The defense cross-examines with only 2 questions, getting Mr. Aber to reiterate his point that if a defense attorney is faced with as insurmountable of a conflict of interest as Mr. Truman was, then the conviction of his client cannot stand. Mr. Aber steps from the witness stand and we take our afternoon break. Up next, I overhear, Roger Ybanez is to take the stand.

After the break, Nathan’s friend Julie returns and comes to sit close to me and be closer to Nathan. We had spoken the day before and she is a lovely person. I imagine that she has moved closer to Nathan as if to offer herself as a human shield between Nathan and his father, sensing his apprehension. It is obvious now as Nathan is brought back in from his holding cell, that he is purposely trying not to show any emotion. For the first time, he looks nervous, his eyes blinking rapidly.

Roger Ybanez finally walks into the room and sits in the front row behind the prosecution. I recognize him immediately from the pictures that appeared in the Rolling Stone article. He is older now of course and looks like a cross between Ferdinand Marcos and Mao Se Tung. I would find out shortly that his personality resembled them as well. Living in Rail Rock, Texas now, I wondered how the defense had managed to find him and serve him with the subpoena.

I had fully thought that Nathan would not even want to acknowledge his father in the room, but he seemed curious to look at him, sending surreptitious glances his way. I suppose after not seeing the man who is your father for 10 years, a glance or two is not out of order. The judge enters the courtroom, Roger Ybanez is sworn in (“do you swear under penalty of perjury that the testimony you are about to give shall be the truth and nothing but the truth, so help you God “– HA! Yeah, SURE judge, whatever you say) and takes the stand.

Mr. Gallagher affirms to Roger Ybanez that other than his brief introduction out in the hall, he and Roger have never spoken before, nor has Roger Ybanez ever met or spoken to any other member of Nathan’s defense team. Mr. Gallagher then begins to review past facts of the trial. When asked if Mr. Truman asked Roger to intervene with Nathan when Mr. Truman complained to Roger that Nathan wasn’t cooperating with him, Roger replied yes. This happened about 3 or 4 times. Really? So essentially, go to the jail Roger and bully Nathan further and tell him to cooperate, even though you’re a prosecution witness. Really? Alrighty then.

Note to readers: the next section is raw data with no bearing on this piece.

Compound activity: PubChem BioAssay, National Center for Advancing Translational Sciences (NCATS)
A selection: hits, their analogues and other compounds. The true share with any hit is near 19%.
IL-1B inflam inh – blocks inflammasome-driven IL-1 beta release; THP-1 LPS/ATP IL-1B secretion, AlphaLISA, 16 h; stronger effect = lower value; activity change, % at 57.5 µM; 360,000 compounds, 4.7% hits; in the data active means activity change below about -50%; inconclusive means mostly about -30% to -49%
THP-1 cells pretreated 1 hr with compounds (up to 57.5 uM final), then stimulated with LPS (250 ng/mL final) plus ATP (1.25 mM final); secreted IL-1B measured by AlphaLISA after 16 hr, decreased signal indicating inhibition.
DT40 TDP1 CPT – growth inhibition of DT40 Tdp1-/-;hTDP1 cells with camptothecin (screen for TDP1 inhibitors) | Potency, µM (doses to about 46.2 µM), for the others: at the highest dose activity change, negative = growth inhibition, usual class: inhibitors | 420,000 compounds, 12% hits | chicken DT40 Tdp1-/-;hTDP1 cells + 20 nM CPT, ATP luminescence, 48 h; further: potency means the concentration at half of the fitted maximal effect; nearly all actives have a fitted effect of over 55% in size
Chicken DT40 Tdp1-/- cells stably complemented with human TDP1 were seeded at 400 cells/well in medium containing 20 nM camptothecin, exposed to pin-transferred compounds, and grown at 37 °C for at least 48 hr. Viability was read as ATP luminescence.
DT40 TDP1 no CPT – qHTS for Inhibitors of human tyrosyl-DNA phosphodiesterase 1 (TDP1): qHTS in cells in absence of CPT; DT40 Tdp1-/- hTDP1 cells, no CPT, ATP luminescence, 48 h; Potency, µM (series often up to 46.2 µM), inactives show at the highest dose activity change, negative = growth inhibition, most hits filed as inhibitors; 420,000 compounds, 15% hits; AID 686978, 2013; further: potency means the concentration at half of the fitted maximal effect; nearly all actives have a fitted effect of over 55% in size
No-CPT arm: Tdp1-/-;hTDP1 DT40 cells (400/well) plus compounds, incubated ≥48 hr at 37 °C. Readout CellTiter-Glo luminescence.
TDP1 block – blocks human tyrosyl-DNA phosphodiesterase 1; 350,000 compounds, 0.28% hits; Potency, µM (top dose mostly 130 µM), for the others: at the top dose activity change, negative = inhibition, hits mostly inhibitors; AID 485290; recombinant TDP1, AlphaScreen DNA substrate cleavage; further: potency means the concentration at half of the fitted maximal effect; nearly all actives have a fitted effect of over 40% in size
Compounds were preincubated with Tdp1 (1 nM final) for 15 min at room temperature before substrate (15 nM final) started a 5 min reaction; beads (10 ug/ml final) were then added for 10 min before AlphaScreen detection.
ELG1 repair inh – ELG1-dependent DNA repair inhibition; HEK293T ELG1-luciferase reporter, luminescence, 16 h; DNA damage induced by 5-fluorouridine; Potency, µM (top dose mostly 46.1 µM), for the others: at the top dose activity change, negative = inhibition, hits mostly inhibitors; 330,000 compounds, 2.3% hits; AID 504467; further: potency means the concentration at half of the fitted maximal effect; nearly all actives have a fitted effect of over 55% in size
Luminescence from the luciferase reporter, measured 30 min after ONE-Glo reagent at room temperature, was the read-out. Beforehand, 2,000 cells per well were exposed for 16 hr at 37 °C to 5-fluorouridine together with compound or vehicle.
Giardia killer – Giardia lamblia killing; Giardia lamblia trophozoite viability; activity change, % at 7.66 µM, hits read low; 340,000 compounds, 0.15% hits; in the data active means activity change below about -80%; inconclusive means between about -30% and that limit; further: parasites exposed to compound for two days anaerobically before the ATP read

Mr. Gallagher then affirms the 3 pronged role Roger Ybanez played during Nathan’s trial. He was a victim of the crime because his wife had been murdered, correct? Yes, Roger replied. And were you not also acting as a guardian to Nathan? Yes, Roger replied. And were you not also a witness for the prosecution? Yes, Roger replied.

Mr. Gallagher then confirms that when Roger found out his wife was dead and that Nathan was involved, he stated to the police, “I don’t know if I want to see him or not, I’ll probably beat the shit out of him”. Roger claims not to remember, as he was pretty upset. Mr. Gallagher then shows him a police report document where Roger did in fact make this statement. When Nathan was brought into the room at the police station, Roger then stated, “You’re a sick fuck, I can’t stay in here with you” and left. Roger then admits he made these statements, but only because he has to because they appear on the police statement.

I am watching Nathan while his father is on the stand. When all of the other witnesses have testified, Nathan has sat basically looking down, at the table, or at the computer screen where the transcript is flashing by. When his father takes the stand, Nathan looks at him for much of his testimony. Roger never once looks at him.

Mr. Gallagher is going down his list, checking off his points one by one. He asks Roger if Mr. Truman ever discussed with him any ethical problems with Roger having hired Mr. Truman and also being a witness for the prosecution. No, replied Roger. Was anyone else besides yourself acting as a guardian for Nathan? No, replied Roger. Roger also admits that Nathan was not able to comprehend what was going on after his arrest and during the subsequent trial.

Roger is then forced by the defense to admit that he also made the statement Nathan “must have lost it” when finding out that Nathan was responsible for his wife’s death. He admitted that Nathan had never struck his mother or been violent with her in any way in all of his 16 years and stated that he would have also admitted such had he been asked at Nathan’s trial but was never asked. Mike Gallagher then asked Roger about the threat that Erik Jensen had made to Julie Ybanez that he was going to kill her when Nathan was not even present at the time. Roger said Julie had told him this and had been very distraught at the time and took the threat very seriously.